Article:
In fact, I can’t wait to hear the stories they tell of what family means to them.  And just as I have my own story, the stories they tell will be their own.
I’m sure their beginnings and endings and what it all means will be so different.
And shocking. 
And surprising.

Sunday, September 23, 2012

Atonement. In the Style of the Talmud


On what is this mishnah based? On this, that it was told to Moshe at Sinai, “Any widow or orphan you are not to afflict.”

Rabbi Shimi ben Ashi stated that in order to avoid afflicting the fatherless, it would be enough merely to avoid them and to let them be. But neither by taking an orphan girl into his household is a man afflicting her. Both actions are therefore allowable, as neither cause affliction. The man in this case is not in violation of a commandment.

Rabbi Simeon ben Gamiel said that it is insufficient simply not to afflict. One must also do justice to the orphan, as it was told to Moshe before Israel was to cross the Jordan, “for YHWH your God lifts up no face in favor and takes no bribe, providing justice for orphan and widow.” One must do justice, beyond mere avoidance of affliction. But can one do justice without love? This mishnah is in contradiction with itself. It is because YHWH loved the fathers that we must love the stranger, and not afflict the orphan. We must therefore also love the orphan. If the man does not love her, then he is in violation of a commandment.

But when must this affection begin? Can one understand Torah by reading only a single line? If such knowledge is impossible to acquire, then is it allowable not to feel affection for the daughter on the first encounter? Or is it only requisite upon entrance to the household, for as it is written of the five sons of Michal the daughter of Saul, “whoever brings up an orphan in his home, Scripture ascribes it to him as though he had begotten him.”

On this matter Rabbi Yosef ibn Eleazar has it on the word of Rabbi Isaac, who heard a case in the vineyards of Jabneh, of a man and woman given possession of an infant girl by minions of a foreign State. Also present in the chamber were the families of four foreign daughters, all of the same nation, who had likewise been given possession of infant girls fifteen years before. The parents asked that they might attend the girl’s handing-over that day, so that they might see as witnesses that which they had lived themselves but now knew only as memories. The new parents were given the infant girl. She was placed in their arms and wailed, and the documents of the distant state were sealed with red ink.

The witnesses began to wail, but the father did not. “You did not wail, as we did fifteen years ago when we received our daughters. How could this be? Your heart is hard like a turnip,” they berated him.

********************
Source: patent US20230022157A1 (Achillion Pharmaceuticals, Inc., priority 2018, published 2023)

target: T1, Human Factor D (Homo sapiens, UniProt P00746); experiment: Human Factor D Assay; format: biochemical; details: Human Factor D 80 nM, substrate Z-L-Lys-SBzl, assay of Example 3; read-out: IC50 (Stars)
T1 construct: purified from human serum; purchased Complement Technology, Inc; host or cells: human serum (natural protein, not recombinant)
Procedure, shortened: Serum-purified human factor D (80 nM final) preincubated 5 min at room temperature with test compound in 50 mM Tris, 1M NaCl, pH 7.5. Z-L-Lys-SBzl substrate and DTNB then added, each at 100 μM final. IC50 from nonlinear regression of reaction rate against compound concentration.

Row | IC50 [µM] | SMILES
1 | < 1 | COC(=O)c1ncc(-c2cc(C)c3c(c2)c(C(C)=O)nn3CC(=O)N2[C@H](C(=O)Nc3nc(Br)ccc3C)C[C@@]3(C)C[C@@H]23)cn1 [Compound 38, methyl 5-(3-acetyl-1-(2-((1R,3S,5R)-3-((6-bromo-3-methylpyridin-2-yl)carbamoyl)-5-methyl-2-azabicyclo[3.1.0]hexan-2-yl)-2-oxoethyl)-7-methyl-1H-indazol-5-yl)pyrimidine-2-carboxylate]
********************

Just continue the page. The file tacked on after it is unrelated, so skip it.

Rabbi Simeon held that he failed to love her, and must atone for this lapse through all the seasons until the day he began to love her.

Rabbi Shimi b. Ashi held that the reason he did not wail was because prior to that moment, she had not existed as his daughter, and it is impossible, it is idolatrous, to love that which does not exist. To do so is to love an image in one’s head. As it is written, “for you did not see any form”. Take care, “lest you wreak-ruin by making yourselves a carved form of any figure, in the pattern of male or female.” Surely, this is what these families had done before they received their own infant girls. But how could the man hear his daughter until she called him, as she did by wailing? Only from that moment could he begin to love her.

R. Samuel ben Nahmani asked if the man did not from that moment maintain his daughter, as he already maintained a son? Indeed he did, answered R. Yosef. Both he and the mother maintained her equally with the son. 

R. Samuel expounded on the words of David: “Happy are they that keep justice, that do righteousness at all times.”  Is it possible to do righteousness at all times? This, explained our Rabbis of Jabneh, refers to a man who maintains his sons and daughters while they are young. This refers to a man who brings up an orphan boy or orphan girl in his house.

Rab Simeon asked, but how did he treat her in the first year? Did he lose patience with her? Did he raise his voice? Did he fail to console her, even were she inconsolable? Did he feel in his heart as if a stranger had lodged in his home and deserved less than his firstborn son? Did he allow his anger to overcome him? Did he resent the added burden of care that she imposed upon him? Was he at times rougher with her than he should have been? Did he add to the woe of an orphan girl, offending the father of the fatherless? Rab Yosef, who had it from Rab Isaac, stated that the man had done all of this.